The imperial connection is absolutely fundamental to an understanding of Yasukuni and the meaning of its rites. The imperial emissary is the most striking symbol of that connection, but it is everywhere apparent. Imperial princes regularly attend shrine rites to this day, though the present emperor has not visited since his enthronement and his father, emperor Showa, visited for the last time back in 1975. He intended to commemorate the 40th anniversary of the war, but 1985 was the year in which Prime Minister Nakasone Yasuhiro's visit caused a major diplomatic incident with China. It was deemed undiplomatic for the emperor to visit, and he never returned.

The shrine is marked with imperial symbols: the 16-leaf chrysanthemum embossed on the wooden gate, the chrysanthemum patterned curtains that adorn the Worship hall and the Main sanctuary; the mirror that dominates the interior of the Sanctuary, a personal gift from the Meiji emperor. Yasukuni is, moreover, designated chokusaisha or 'shrine for imperial offerings'. Indeed, the Yasukuni ritual cycle incorporates rites of the imperial court: so the shrine performs the Niiname and Kanname rites; it celebrates the anniversaries of Jinmu, Meiji, Taisho and Showa. Finally, the Shrine archive was built by the Showa emperor, and symbolizes the fact that the war dead are the emperor's war dead. The imperial connection constitutes a most significant thread of continuity with pre-1945 when Yasukuni shrine rites, attended by the emperor in person, became the vibrant centre of the imperial cult.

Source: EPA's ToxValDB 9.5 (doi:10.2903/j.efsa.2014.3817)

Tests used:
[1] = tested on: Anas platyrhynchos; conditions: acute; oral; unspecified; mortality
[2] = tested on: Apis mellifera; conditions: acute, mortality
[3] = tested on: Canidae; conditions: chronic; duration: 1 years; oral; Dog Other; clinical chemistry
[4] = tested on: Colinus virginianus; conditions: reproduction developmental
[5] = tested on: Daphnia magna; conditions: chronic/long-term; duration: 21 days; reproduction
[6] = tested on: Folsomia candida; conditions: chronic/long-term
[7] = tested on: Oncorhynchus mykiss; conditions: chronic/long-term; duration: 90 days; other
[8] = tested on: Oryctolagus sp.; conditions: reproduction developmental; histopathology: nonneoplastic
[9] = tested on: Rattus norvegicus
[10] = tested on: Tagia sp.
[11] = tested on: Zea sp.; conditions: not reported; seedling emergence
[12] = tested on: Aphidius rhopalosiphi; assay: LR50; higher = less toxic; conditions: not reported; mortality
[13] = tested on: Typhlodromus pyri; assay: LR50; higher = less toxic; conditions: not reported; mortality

The imperial presence, in the person of the emissary, gives to the Great spring and autumn rites an intriguing ambiguity. This was always the case from the moment when, in the 5th month of 1869, the Meiji emperor marked the shrine's foundation with the dispatch of an emissary to honour the 3,588 dead in the civil war. Now, as then, the emperor propitiates the war dead bringing them solace with his presence and his offerings of silk. He is doing more than this of course: he is honouring the values of patriotism, bravery and self-sacrifice which all of the dead are assumed to have embodied in their deaths. These were values which were sustained and given meaning by the imperial institution: it was for the emperor that the dead made the ultimate sacrifice, and by the emperor they are now being recompensed. The ambiguity concerns the question of who venerates whom at Yasukuni. For there is a real sense in which even as the emperor makes his offerings to the war dead, so the war dead and the living gather at Yasukuni to venerate the imperial presence.

As a dynamic site of memory, then, Yasukuni recalls through its Great spring and autumn rites in the Main sanctuary -- and it idealises -- a time when the imperial institution and imperial values defined society; when all men were motivated by a sense of patriotism, of courage and selflessness. Yasukuni rites preserve the memory of a war in which all deaths were selfless acts of bravery on behalf of the imperial institution; of a war which was only ever noble and glorious.

The Absent Enemy